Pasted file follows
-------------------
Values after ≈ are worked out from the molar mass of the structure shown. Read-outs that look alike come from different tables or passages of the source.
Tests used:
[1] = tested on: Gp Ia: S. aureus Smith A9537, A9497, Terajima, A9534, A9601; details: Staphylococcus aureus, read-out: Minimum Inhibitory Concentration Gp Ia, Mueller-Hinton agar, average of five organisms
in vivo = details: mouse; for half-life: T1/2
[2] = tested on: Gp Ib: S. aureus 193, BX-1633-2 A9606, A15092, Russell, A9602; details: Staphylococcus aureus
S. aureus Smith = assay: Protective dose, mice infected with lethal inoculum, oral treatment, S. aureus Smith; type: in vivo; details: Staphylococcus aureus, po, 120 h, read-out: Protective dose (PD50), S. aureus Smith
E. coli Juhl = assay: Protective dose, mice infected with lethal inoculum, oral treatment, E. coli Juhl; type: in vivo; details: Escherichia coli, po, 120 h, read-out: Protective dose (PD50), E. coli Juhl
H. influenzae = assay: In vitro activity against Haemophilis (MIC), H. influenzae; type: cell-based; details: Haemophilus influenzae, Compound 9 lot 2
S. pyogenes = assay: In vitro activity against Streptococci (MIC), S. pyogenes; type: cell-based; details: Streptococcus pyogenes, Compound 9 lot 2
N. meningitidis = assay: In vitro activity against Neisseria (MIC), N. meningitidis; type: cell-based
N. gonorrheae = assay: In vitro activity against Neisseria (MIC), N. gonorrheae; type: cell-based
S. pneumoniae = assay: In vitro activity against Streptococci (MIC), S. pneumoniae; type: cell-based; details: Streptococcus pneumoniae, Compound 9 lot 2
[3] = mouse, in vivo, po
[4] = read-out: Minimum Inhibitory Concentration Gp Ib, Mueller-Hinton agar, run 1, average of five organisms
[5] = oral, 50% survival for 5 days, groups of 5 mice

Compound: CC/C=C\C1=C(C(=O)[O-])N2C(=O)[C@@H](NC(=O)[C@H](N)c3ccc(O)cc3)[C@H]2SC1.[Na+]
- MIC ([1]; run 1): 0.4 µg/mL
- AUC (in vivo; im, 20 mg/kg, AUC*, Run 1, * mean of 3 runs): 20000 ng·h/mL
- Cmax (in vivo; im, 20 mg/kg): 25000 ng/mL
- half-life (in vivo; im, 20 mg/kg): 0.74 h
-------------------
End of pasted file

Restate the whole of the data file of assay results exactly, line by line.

Values after ≈ are worked out from the molar mass of the structure shown. Read-outs that look alike come from different tables or passages of the source.
Tests used:
[1] = tested on: Gp Ia: S. aureus Smith A9537, A9497, Terajima, A9534, A9601; details: Staphylococcus aureus, read-out: Minimum Inhibitory Concentration Gp Ia, Mueller-Hinton agar, average of five organisms
in vivo = details: mouse; for half-life: T1/2
[2] = tested on: Gp Ib: S. aureus 193, BX-1633-2 A9606, A15092, Russell, A9602; details: Staphylococcus aureus
S. aureus Smith = assay: Protective dose, mice infected with lethal inoculum, oral treatment, S. aureus Smith; type: in vivo; details: Staphylococcus aureus, po, 120 h, read-out: Protective dose (PD50), S. aureus Smith
E. coli Juhl = assay: Protective dose, mice infected with lethal inoculum, oral treatment, E. coli Juhl; type: in vivo; details: Escherichia coli, po, 120 h, read-out: Protective dose (PD50), E. coli Juhl
H. influenzae = assay: In vitro activity against Haemophilis (MIC), H. influenzae; type: cell-based; details: Haemophilus influenzae, Compound 9 lot 2
S. pyogenes = assay: In vitro activity against Streptococci (MIC), S. pyogenes; type: cell-based; details: Streptococcus pyogenes, Compound 9 lot 2
N. meningitidis = assay: In vitro activity against Neisseria (MIC), N. meningitidis; type: cell-based
N. gonorrheae = assay: In vitro activity against Neisseria (MIC), N. gonorrheae; type: cell-based
S. pneumoniae = assay: In vitro activity against Streptococci (MIC), S. pneumoniae; type: cell-based; details: Streptococcus pneumoniae, Compound 9 lot 2
[3] = mouse, in vivo, po
[4] = read-out: Minimum Inhibitory Concentration Gp Ib, Mueller-Hinton agar, run 1, average of five organisms
[5] = oral, 50% survival for 5 days, groups of 5 mice

Compound: CC/C=C\C1=C(C(=O)[O-])N2C(=O)[C@@H](NC(=O)[C@H](N)c3ccc(O)cc3)[C@H]2SC1.[Na+]
- MIC ([1]; run 1): 0.4 µg/mL
- AUC (in vivo; im, 20 mg/kg, AUC*, Run 1, * mean of 3 runs): 20000 ng·h/mL
- Cmax (in vivo; im, 20 mg/kg): 25000 ng/mL
- half-life (in vivo; im, 20 mg/kg): 0.74 h